buying: Is Age or Mileage More Important When Buying a Used Vehicle?

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CR's experts offer used-car buying advice for when you need to make compromises

  Is Age or Mileage More Important When Buying a Used Vehicle? © Provided by Consumer Reports

By Devin Pratt

Car shoppers often face the dilemma of being drawn to an older model or even a high-mileage model that is otherwise a perfect match for their budget, needs, or tastes. This is especially true in today’s market, where vehicle selection is haphazard and late-model, low-mileage cars are in short supply. So if you have to compromise, does age or mileage matter more?

“There isn’t really a hard-and-fast rule here. You have to really scrutinize the car that you’re considering purchasing. Look at the maintenance and repair records to see whether it’s been well-maintained,” says Gabe Shenhar, associate director of Consumer Reports’ auto test program. “But if the mileage is unusually low, you want to really look it over because you don’t want a car that’s been sitting for a long time.”

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Know that high-mileage cars may need pricey service and repair work, such as a timing belt or fuel pump replacement. Be sure to factor this into your budget, setting aside some money in an emergency fund.

Another factor you want to take into consideration when deciding between age and mileage is the advancements in technology that occur between one model year and the next.

“I would lean more toward newer vehicles, even if it has more miles,” says Jennifer Stockburger, director of operations at Consumer Reports’ Auto Test Center. “And the reason I say that is there’s just been so many advances in terms of safety and fuel economy. Think about things like electronic stability control, backup cameras, forward collision warning, and automatic emergency braking. The older the vehicle you get, the more likely you may not get one of these key safety advances.”

How to Buy a Used Car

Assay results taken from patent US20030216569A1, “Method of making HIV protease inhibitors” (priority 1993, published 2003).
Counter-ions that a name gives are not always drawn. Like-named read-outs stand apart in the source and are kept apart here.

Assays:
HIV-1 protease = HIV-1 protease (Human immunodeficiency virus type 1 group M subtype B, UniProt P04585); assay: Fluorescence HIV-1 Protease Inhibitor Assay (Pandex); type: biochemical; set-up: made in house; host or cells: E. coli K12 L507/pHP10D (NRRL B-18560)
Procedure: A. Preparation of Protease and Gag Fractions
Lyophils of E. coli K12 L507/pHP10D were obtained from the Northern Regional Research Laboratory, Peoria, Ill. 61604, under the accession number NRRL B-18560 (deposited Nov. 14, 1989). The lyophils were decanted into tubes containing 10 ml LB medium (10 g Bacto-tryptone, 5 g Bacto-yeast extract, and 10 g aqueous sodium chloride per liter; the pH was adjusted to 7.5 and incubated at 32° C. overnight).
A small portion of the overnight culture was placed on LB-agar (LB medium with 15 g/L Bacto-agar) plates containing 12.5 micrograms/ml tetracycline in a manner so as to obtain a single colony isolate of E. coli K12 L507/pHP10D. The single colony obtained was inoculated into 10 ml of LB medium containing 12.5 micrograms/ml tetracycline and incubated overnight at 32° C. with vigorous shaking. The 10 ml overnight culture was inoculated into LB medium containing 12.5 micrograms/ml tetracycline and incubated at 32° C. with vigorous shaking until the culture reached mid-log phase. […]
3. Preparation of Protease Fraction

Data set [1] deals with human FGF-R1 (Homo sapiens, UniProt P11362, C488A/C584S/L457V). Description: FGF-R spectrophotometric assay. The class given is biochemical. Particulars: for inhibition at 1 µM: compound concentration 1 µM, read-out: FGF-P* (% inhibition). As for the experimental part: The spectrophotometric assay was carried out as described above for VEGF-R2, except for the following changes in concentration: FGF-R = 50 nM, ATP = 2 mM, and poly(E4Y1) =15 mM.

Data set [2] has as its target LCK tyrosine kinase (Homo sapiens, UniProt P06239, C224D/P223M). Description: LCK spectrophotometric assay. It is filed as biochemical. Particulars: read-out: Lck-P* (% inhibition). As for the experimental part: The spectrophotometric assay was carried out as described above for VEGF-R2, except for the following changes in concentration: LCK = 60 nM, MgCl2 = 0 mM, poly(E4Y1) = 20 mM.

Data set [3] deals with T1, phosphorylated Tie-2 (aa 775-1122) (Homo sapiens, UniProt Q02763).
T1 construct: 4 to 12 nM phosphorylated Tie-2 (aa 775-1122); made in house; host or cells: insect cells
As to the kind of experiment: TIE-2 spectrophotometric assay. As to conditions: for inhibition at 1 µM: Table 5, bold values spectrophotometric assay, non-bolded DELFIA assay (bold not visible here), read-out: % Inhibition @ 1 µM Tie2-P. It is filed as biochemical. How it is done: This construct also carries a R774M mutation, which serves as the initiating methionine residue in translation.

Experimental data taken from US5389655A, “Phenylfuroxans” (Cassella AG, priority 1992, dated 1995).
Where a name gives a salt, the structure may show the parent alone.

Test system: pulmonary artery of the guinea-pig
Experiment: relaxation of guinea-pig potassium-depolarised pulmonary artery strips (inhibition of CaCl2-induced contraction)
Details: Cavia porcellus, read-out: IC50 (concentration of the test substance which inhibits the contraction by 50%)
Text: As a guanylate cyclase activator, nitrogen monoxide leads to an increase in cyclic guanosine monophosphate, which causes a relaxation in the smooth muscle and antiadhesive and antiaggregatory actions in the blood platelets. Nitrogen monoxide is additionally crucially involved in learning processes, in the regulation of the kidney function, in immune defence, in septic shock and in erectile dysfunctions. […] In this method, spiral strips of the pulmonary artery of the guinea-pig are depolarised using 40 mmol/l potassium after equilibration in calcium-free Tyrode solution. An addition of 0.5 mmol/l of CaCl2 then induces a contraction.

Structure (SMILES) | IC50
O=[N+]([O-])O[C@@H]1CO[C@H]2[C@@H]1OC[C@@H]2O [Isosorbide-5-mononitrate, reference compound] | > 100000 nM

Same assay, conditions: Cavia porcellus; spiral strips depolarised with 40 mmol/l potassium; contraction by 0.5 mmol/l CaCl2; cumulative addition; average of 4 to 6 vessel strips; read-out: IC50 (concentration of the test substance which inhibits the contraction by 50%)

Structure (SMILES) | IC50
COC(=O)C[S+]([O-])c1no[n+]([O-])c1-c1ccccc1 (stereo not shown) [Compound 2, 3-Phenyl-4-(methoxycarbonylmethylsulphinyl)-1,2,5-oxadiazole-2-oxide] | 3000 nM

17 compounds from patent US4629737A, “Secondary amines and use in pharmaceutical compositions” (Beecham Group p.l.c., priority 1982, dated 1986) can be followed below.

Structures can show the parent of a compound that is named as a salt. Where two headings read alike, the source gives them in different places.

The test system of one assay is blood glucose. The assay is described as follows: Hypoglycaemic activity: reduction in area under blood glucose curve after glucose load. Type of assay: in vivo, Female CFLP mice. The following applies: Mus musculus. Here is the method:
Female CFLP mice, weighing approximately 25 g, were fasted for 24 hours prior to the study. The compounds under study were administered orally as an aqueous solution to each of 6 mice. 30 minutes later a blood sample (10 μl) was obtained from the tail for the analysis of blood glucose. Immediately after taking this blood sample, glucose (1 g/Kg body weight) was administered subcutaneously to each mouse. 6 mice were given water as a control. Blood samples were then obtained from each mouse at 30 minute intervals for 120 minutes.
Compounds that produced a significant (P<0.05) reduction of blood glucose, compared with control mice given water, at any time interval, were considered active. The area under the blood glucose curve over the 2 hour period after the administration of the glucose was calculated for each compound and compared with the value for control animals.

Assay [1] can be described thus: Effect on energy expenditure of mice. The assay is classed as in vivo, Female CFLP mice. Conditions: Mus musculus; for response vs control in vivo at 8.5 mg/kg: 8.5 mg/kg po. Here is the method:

How to Buy a Used Car Our tips and expert picks will help you find a reliable pre-owned vehicle at a price you can affordBy Benjamin PrestonUsed-car prices have soared this year, and according to market analysts, they ’re likely to remain high for a while. The reasons are complicated. In short, a global microchip shortage has meant that automakers can’t build new cars fast enough to meet demand. Fewer new cars for sale has increased demand for used cars, pushing prices up more than 40 percent above normal levels this past summer.

Before you close the deal, have the car scrutinized by a repair shop that routinely does diagnostic work. A thorough diagnosis should cost around $100 to $150, but check the price in advance. Ask the mechanic for a written report detailing the car’s condition, noting any problems found and the cost to repair them.

Also get a Carfax report, which reveals whether or not the car has been in an accident and whether any recalls have been performed. Both the inspection and the Carfax report can inform your decision and empower your negotiations.

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Editor’s Note: This article has been adapted from an episode of Talking Cars.

Consumer Reports is an independent, nonprofit organization that works side by side with consumers to create a fairer, safer, and healthier world. CR does not endorse products or services, and does not accept advertising. Copyright © 2022, Consumer Reports, Inc.

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